« "Taking the Ax to the Scientists Is Probably a Mistake" |
| Information Density »
April 3, 2012
Bapineuzumab: An Alzheimer's Update
The bapineuzumab saga has been going on for years now. (Every Alzheimer's therapy attempt either has gone on or will go on for years; it's such a slow-moving and heterogeneous disease that the clinical trials are some of the worst in the business). The results so far have not been all that encouraging, but they haven't been discouraging enough (given the state of the field) to give up on, either. Now there's another bit of data, and it's of a piece with the rest.
This Archives of Neurology paper has some results from two small 12-month patient cohorts looking at the antibody's effect on markers for Alzheimer's in the cerebrospinal fluid (CSF). (These were patients from two larger studies who agreed to be sampled for this part). And it's. . .well, you'd hope for better. Two types of tau protein (total and phosphorylated) were monitored, and while they did show an effect compared to the beginning of the study, only the phosphorylated tau was significant versus the placebo group. And what about soluble beta-amyloid? No change at all, looking over several forms (N-terminal modified, etc.)
The paper tries (in my opinion) to put a good face on these numbers, saying that the CSF phosphorylated tau levels have correlated with brain pathology in other studies, and that the amyloid levels may well reflect other clearance pathways or binding to bapineuzumab itself, and should thus be interpreted with caution. (If there had been any trend in the numbers, though, we probably wouldn't be acting so cautiously). But as the paper says, "An important question remains whether such changes in CSF biomarkers correlate with clinical benefit". That it does, and we're going to have to wait for the phase III results in order to say anything. That has been one long-running and expensive trial, for sure, and I hope that there's something worthwhile waiting at the end of it. Alzheimer's patients (and their families) really need something to give them some hope. Maybe the ApoE4 connection will help; I understand that the Phase III trials are focusing on that. But in any case, I'm hoping for a surprise, to be honest, because my expectations aren't high.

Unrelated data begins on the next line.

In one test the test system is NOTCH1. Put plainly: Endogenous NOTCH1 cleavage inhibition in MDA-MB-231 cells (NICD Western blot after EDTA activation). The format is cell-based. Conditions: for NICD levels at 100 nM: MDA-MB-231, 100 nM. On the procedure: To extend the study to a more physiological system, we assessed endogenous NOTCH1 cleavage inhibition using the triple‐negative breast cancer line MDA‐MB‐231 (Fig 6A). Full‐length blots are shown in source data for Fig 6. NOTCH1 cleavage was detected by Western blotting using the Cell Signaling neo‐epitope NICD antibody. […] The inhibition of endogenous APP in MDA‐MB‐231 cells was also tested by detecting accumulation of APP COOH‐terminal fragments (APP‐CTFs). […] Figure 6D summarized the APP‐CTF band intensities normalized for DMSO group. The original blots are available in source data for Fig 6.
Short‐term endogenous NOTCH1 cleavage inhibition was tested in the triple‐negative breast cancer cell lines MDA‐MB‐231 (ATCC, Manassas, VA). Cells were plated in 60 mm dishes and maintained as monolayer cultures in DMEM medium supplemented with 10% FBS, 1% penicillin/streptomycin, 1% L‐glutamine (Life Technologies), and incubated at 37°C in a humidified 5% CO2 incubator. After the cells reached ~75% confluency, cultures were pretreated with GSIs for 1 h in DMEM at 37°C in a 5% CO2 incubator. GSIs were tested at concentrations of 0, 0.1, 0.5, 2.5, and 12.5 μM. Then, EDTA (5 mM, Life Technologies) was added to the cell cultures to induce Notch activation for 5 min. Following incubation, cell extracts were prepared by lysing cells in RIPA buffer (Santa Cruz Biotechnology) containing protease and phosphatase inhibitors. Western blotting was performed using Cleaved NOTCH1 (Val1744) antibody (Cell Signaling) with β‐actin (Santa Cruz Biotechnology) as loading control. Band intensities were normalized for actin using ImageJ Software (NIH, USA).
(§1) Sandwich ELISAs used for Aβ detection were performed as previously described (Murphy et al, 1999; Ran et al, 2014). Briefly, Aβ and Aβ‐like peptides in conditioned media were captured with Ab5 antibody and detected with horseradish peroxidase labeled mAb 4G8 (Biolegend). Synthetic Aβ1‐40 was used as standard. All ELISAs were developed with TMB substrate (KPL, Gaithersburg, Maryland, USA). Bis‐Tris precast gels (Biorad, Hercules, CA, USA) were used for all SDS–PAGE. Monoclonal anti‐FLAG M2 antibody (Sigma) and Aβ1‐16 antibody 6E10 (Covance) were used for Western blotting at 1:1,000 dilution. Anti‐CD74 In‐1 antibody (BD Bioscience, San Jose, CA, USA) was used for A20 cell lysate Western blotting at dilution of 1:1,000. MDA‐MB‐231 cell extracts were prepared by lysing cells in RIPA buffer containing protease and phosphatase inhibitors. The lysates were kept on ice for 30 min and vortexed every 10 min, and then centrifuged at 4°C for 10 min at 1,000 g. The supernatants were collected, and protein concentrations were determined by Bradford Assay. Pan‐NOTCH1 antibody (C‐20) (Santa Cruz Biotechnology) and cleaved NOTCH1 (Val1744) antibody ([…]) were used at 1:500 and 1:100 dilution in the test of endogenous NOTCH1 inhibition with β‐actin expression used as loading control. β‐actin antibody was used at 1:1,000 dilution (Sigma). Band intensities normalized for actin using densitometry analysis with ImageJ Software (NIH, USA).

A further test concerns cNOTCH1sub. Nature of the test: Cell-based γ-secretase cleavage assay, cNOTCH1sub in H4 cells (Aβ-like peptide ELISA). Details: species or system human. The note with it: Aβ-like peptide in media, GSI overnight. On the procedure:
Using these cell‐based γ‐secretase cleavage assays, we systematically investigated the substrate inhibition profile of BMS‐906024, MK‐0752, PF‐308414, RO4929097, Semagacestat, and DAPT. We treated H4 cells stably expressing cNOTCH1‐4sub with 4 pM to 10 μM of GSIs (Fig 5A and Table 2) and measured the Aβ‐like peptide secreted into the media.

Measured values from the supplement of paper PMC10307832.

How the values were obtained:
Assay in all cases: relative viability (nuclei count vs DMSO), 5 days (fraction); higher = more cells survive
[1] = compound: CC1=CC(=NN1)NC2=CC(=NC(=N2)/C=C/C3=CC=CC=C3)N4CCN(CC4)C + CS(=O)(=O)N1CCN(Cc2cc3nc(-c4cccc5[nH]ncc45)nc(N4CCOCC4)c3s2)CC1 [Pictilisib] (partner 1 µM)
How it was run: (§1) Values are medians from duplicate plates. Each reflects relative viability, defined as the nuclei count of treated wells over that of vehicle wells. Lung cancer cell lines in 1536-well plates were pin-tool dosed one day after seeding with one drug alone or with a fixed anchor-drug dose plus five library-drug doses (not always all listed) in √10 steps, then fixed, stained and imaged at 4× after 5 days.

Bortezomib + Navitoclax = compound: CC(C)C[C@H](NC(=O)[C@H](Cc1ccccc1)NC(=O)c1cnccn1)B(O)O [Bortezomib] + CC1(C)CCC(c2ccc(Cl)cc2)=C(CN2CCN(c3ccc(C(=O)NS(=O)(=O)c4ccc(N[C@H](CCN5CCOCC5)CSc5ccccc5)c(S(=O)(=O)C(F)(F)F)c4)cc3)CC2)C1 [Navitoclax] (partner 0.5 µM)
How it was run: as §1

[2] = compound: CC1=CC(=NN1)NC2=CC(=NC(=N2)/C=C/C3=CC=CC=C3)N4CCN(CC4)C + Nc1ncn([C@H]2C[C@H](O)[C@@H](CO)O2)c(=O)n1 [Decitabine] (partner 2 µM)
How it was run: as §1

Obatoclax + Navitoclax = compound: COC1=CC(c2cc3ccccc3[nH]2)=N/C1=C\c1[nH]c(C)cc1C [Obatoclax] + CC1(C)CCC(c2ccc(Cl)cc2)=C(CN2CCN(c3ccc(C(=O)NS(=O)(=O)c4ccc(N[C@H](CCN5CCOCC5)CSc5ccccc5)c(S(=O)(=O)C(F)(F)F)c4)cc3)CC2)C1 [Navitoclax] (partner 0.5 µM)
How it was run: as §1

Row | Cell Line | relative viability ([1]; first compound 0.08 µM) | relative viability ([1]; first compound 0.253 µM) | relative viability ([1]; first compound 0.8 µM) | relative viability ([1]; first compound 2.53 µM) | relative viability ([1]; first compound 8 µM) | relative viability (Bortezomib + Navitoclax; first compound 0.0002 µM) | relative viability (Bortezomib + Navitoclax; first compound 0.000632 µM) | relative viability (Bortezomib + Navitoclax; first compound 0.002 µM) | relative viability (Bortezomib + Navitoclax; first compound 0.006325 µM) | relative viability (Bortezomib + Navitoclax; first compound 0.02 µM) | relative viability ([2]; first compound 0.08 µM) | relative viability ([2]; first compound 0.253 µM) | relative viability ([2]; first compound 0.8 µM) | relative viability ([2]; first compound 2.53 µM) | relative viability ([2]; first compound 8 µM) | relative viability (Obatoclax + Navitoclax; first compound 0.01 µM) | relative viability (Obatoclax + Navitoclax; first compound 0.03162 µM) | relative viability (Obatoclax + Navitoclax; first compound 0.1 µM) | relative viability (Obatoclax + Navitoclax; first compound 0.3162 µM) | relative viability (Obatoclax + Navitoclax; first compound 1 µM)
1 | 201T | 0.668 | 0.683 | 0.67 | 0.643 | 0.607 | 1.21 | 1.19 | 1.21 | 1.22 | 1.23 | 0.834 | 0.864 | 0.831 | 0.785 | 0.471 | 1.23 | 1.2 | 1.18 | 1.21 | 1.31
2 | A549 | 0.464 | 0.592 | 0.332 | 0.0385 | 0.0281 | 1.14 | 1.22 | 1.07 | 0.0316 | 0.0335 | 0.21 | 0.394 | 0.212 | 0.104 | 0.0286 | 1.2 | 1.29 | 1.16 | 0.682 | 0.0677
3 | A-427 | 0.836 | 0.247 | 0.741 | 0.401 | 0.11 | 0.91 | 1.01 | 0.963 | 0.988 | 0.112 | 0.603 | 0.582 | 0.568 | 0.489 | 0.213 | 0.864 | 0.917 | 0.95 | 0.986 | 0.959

+ TrackBacks (0) | Category: Alzheimer's Disease
POST A COMMENT
- RELATED ENTRIES
- XKCD on Protein Folding
- The 2014 Chemistry Nobel: Beating the Diffraction Limit
- German Pharma, Or What's Left of It
- Sunesis Fails with Vosaroxin
- A New Way to Estimate a Compound's Chances?
- Meinwald Honored
- Molecular Biology Turns Into Chemistry
- Speaking at Northeastern